just as what you'd said.
you're helpful ;)

Thanks everyone,
God bless,

Regards,
Daniel.

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Quote:
Original post by Driv3MeFar
Quote:
Original post by Sneftel
Your recursive function "works", as long as by "works" you mean "doesn't crash".


Am I missing something, or won't the first copy loop crash (probably, although technically the behavior would be undefined) when it derefences ppT?

Quote:

for(int i = 0; i != *pS; i++)
ppR = ppT; //<---ppT == NULL

Ah, and how many times does the body of that for-loop execute?

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Quote:
Original post by danong
Thanks mike,
i'd fixed the problem,
just as what you'd said.
you're helpful ;)

Thanks everyone,
God bless,

Regards,
Daniel.
You're welcome, but please take into consideration everyone else's posts too. They pointed out some crucial bugs that I missed. Especially when you leak ppR's memory (as pointed out by Driv3MeFar).

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Some one please explain to me how ppR (an array of POINTERS) doesn't become an array of dangling references once he calls "delete[] ppT."

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Original post by Sneftel
Ah, and how many times does the body of that for-loop execute?


Durr, should've caught that... [embarrass]

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Original post by kittycat768
Some one please explain to me how ppR (an array of POINTERS) doesn't become an array of dangling references once he calls "delete[] ppT."
If he said ppR = ppT, then yes, it would become invalid when delete [] ppT is called. However, he loops through each element in ppT and copies each element into ppR.

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Quote:
Original post by MikeTacular
Quote:
Original post by danong
but how'm i going to make the inner array exists after quitting the calls?
i'm guessing the inner one is declared as temporary and that's the reason why it ended up corrupting.
Sorry, I honestly have no clue what you're saying here.

Quote:
Original post by danong
but my goal is trying to make this thing all happened within the call without out-of-scope manipulation of the size and declaration, question is, possible?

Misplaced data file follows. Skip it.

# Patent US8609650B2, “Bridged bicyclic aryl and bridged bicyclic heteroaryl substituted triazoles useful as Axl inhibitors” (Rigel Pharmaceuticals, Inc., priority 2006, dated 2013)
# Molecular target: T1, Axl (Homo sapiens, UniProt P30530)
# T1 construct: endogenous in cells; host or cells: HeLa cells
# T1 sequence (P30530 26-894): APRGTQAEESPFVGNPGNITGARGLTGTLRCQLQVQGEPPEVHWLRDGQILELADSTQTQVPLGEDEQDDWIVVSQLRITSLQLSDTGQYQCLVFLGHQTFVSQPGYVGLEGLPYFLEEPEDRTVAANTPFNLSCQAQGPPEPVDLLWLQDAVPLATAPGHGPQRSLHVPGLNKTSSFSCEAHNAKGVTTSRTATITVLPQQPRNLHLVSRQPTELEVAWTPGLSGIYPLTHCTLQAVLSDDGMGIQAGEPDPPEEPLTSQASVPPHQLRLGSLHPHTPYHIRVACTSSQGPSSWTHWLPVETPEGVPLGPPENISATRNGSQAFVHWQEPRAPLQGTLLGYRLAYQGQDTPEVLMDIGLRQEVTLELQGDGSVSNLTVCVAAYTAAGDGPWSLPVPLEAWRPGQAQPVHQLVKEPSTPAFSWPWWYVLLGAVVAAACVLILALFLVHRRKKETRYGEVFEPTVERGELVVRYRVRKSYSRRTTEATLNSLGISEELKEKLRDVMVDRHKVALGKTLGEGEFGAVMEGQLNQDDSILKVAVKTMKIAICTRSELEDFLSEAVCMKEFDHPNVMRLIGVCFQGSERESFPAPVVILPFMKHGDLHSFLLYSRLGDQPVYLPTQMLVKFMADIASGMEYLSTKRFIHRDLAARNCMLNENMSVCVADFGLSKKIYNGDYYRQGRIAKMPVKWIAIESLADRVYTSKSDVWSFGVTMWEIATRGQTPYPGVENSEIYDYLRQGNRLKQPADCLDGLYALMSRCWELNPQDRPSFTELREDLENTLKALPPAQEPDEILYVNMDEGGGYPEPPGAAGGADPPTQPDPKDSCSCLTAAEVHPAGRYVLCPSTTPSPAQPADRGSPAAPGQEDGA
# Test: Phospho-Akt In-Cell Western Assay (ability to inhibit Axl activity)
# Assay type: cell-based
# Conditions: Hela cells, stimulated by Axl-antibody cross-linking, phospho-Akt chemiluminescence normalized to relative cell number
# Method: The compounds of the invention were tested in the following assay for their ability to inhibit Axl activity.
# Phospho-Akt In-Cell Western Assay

Or here.

Quote:
Original post by danong
i'm doing this for some purpose,
don't ask about why and don't concern about the magic number,
Is this homework? I'm sorry, but I'm not willing to help someone who won't let me help them. And I won't do someone's homework. I've got my own to do.


not homework,
just designing some components for robotic simulation.
actually i need a pointers for the components and overloading some operators, and the reason i don prefer vector is because when i'm doing some comparison or other operator calls, std::vector doesn't match my need,
i'm doing everything from scratch,
just my own interest,

no offense,
i only wan to know what happen with the double ** pointer.

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Driv3MeFar : i'm actually wanting to traverse all nodes from a root in a tree structure and store all of them.

Sneftel : for my original one, it stopped when all nodes (or rather all children of nodes) had been traversed.

dmatter :
alright, here's my original code.



template <class T>
void Tree<T>::traverseAllNodes(TreeNode<T> ** ppAllNodes, TreeNode<T> * pNode){
// traverse all tree nodes and store them

// reset size of nodes
if(pNode == _root)
_size = 0;

// copy old memory buffer
TreeNode<T> ** ppTemp = new TreeNode<T> * [_size];
for(int i = 0; i != _size; i++)
ppTemp = ppAllNodes;

// reallocate new memory buffer
if(ppAllNodes != NULL)
delete [] ppAllNodes;

ppAllNodes = new TreeNode<T> * [_size + 1];

// assign new memory buffer
for(i = 0; i != _size; i++)
ppAllNodes = ppTemp;

ppAllNodes[_size] = pNode;

// clear memory buffer
delete [] ppTemp;

// increase size
_size++;

// traverse to child node
for(i = 0; i != pNode->getChildSize(); i++)
traverseAllNodes(ppAllNodes, pNode->getChild(i));

};

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Quote:
Original post by kittycat768
Some one please explain to me how ppR (an array of POINTERS) doesn't become an array of dangling references once he calls "delete[] ppT."


int a[] = {1,2,3};
int b[] = {4,5,6};

int ** pA = new int*[2];
pA[0] = a;
pA[1] = b;

// so far so good

delete [] pA;

cout << a[1]; // it's still there!!!

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Quote:
Original post by MikeTacular
Quote:
Original post by kittycat768
Some one please explain to me how ppR (an array of POINTERS) doesn't become an array of dangling references once he calls "delete[] ppT."
If he said ppR = ppT, then yes, it would become invalid when delete [] ppT is called. However, he loops through each element in ppT and copies each element into ppR.


So, you're saying that BECAUSE it's an allocated array of pointers that the data gets copied rather than just setting a bunch of pointers? I'm not sure I can believe that since each element is an unallocated pointer. One part of me agrees with you and another part of me tells me to completely avoid this type of code behavior to begin with.